Welcome to the IT industry. It can be a hard place. But trust me, you can learn how to make the best out of it.
Working at my first job as a software developer and it seems every task comes with a deadline of this Friday. Mostly applying patch works or undoing previous features. I do have the technical skills, it is not like I cannot do it, but the pressure makes me feel overwhelmed.
Working on hard deadlines is common in software development. People are waiting for us to finish things. When we are late, then we cause problems all the way downstream to the end-users. Which is why we are expected to stick to schedules.
However, the only people who can realistically estimate how long we will actually need to finish something are we. Managers are really just guessing, especially when they don't have a developer background themselves. Which is why it is important to push back when we get unrealistic deadlines. When you don't believe that it will be possible to complete a task in the time the project managers decided it should take, tell them as early as possible, so they revise their schedule.
In particular, I have this tendency to take my own time on things, think it through wide and deep, understand it upwards from the lowest abstraction level visible to me and then do it.
The problem is, developer hours are expensive. Too expensive to spend them on understanding every single detail. Yes, in a perfect world, we would have a wide and deep understanding of the problem domain, so we can provide the absolutely perfect solution. But the perfect is the enemy of the good. It's far more important to find a good enough solution on time than a perfect solution which comes too late.
Further, it seems a lot of the job has reduced to meetings, zoom calls,
It's a common misconception that software developer is a job where you just sit in a dark office hacking code all day. It's actually a very communicative job. I like to compare our role to translators between humans and computers. The humans tell us what they want the computers to do, and we tell the computers. And when the humans don't understand why the computers do what they are doing, they ask us to translate for them. That means we need to spend just as much time talking to humans as we spend talking to computers (by programming).
However, sometimes there is a tendency of some people to overdo it with the communication aspect when it comes to scheduling meetings. Some managerial types like to err on the side of inviting rather too many than too few people. So you might sometimes find yourself in a meeting where you wonder what you are supposed to do there. When you feel that you get invited to meetings which are not a useful use of your time, feel free to push back and tell them. Remind them that developer hours are expensive, and the time you spend in their meeting is actually more expensive than just the meeting itself, because you also lose time for getting mentally back to what you were doing before.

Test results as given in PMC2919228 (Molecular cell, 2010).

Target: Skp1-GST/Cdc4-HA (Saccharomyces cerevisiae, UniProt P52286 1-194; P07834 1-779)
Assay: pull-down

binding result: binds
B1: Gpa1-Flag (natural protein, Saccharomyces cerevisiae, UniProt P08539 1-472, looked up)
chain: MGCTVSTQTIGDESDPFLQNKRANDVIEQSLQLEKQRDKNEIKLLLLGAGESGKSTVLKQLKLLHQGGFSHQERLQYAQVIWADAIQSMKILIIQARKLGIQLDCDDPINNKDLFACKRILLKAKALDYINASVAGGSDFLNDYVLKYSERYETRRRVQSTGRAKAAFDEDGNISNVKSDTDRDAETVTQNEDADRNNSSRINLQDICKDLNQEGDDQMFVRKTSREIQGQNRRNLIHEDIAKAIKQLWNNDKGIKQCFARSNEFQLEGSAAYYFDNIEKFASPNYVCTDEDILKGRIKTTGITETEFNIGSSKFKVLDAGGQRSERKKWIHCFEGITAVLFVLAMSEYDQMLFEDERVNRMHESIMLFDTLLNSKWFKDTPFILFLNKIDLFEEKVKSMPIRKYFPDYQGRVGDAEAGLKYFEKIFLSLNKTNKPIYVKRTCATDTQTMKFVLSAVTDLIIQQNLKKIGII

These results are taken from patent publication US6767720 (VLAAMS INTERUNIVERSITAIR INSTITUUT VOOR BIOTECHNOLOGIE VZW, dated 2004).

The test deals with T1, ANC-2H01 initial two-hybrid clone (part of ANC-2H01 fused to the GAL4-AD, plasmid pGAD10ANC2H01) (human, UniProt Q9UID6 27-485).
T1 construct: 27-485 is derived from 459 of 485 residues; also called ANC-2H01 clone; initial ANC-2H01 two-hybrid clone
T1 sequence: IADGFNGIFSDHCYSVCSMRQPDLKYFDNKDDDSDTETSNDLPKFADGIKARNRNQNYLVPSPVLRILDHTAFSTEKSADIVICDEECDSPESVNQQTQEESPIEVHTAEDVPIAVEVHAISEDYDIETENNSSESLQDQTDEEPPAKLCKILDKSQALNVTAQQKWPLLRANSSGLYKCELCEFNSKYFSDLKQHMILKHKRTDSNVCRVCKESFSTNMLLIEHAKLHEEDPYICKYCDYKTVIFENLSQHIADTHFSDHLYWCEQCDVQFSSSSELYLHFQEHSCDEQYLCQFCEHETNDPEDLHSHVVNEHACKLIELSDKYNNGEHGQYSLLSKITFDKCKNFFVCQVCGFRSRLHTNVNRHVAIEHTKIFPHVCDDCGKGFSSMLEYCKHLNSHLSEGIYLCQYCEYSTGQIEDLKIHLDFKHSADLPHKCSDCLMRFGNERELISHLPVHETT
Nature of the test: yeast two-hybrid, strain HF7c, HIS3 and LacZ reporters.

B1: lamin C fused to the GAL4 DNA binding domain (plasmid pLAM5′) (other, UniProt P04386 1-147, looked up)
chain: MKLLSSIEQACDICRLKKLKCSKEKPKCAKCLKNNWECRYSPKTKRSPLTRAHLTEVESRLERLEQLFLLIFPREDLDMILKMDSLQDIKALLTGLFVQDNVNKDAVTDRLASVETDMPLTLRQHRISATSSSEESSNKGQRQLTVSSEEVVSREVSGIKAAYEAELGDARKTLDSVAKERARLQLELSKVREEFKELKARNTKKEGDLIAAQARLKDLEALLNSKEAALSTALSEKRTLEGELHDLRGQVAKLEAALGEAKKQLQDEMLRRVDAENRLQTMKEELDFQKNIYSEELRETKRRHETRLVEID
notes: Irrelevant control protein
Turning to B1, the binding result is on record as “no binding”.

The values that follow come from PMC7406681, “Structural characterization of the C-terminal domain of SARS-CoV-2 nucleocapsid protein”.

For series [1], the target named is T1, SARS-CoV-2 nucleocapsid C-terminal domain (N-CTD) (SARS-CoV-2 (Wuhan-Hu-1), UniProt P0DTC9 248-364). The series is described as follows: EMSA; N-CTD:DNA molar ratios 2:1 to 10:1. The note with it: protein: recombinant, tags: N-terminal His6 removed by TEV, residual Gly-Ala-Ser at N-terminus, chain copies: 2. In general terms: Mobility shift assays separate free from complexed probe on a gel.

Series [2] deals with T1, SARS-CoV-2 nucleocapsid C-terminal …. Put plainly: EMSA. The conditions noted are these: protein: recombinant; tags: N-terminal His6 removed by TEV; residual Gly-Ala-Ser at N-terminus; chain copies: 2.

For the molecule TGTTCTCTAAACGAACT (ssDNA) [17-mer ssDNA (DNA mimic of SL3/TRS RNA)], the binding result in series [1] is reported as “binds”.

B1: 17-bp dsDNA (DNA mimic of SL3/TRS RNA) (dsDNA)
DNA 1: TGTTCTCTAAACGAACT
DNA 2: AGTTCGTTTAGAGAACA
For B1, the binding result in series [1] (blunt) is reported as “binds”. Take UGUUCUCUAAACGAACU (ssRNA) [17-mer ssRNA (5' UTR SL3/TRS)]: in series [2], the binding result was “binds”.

But one positive thing about working from home during the pandemic is that when you are stuck in a meeting where you don't belong but can not get out of, is that nobody will notice when you actually work on something useful in another window.
chasing people (members of other teams, or my own) for the necessary information,
This usually gets better with time. You will figure out how to get which information quickly or know enough about what's going on so that you have the information yourself.
going through stacks of old emails to figure out who said what,
Try to improve your system for organizing information. Everyone has their own system for this. Some have elaborate filing schemes in their email clients. Some people use applications like One Note. Me? I just have a text file on my desktop where I write down notes about everything I am working on right now. You need to figure out a system which works for you.
preparing necessary justifications of why I did X the Y way etc.
Documentation is important. It might seem like annoying bureaucracy now, but in a couple years when someone need to figure out why someone did something the way they did it, then good documentation can be a real life-safer. Still, excessive documentation can cause more trouble than it's worth. And when quantity is valued higher than quality and you end up with a lot of documentation which isn't actually useful, then it can actually become harmful.
So when it comes to documentation, try to work smarter, not harder. Spend time on the documentation of what's actually relevant and only do the most necessary part of those things which are not. When you established a bit more clout in your organization, you might also try to actively influence the documentation habits in your organization by suggesting changes to your guidelines. Try to convince people to abandon unnecessary documentation and better organize documentation which is important.
However, recognizing which is which is also something that requires some experience. So that's something you might want to get involved in later.
It seems I am not really learning anything for sometime just by fixing endless bugs and applying patches.
I feel you. Everyone wants to develop new software. But supporting old software is also an important part of our work, even though it is a lot less fun. But don't think that you can't learn from it. By fixing buggy software with awful spaghetti code architecture, you can learn a lot from other peoples mistakes. You will see a lot of ways how not to do things and what kinds of problems they will cause later. This can really help you to create less buggy and more maintainable software later when people trust you to develop some software of your own.